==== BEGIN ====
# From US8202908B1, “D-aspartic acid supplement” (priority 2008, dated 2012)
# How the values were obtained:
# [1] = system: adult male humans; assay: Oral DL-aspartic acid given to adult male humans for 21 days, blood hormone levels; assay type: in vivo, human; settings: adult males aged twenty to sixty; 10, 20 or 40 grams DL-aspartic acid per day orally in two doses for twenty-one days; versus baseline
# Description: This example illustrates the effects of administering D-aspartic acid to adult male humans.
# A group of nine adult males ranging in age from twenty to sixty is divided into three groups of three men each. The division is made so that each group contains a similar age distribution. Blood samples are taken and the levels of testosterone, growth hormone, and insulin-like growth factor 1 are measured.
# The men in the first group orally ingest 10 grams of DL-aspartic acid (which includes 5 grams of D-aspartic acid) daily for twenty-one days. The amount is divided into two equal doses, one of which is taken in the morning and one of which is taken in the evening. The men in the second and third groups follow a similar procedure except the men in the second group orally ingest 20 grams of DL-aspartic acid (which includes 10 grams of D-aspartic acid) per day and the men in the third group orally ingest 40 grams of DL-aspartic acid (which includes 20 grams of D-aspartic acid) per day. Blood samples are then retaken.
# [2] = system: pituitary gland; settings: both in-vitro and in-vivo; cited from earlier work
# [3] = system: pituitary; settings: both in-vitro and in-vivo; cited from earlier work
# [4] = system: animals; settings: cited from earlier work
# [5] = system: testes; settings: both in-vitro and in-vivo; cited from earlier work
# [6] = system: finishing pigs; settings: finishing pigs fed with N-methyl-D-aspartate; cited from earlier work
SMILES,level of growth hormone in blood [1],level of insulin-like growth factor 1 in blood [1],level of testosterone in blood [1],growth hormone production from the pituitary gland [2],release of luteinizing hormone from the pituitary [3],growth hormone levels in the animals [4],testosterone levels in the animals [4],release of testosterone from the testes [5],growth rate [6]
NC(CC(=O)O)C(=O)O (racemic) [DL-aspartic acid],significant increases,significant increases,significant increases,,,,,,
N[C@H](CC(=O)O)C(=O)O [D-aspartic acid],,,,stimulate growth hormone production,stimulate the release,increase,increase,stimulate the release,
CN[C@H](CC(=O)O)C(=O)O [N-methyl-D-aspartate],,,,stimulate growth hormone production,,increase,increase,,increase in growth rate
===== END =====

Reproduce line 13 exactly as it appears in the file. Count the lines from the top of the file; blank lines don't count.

NC(CC(=O)O)C(=O)O (racemic) [DL-aspartic acid],significant increases,significant increases,significant increases,,,,,,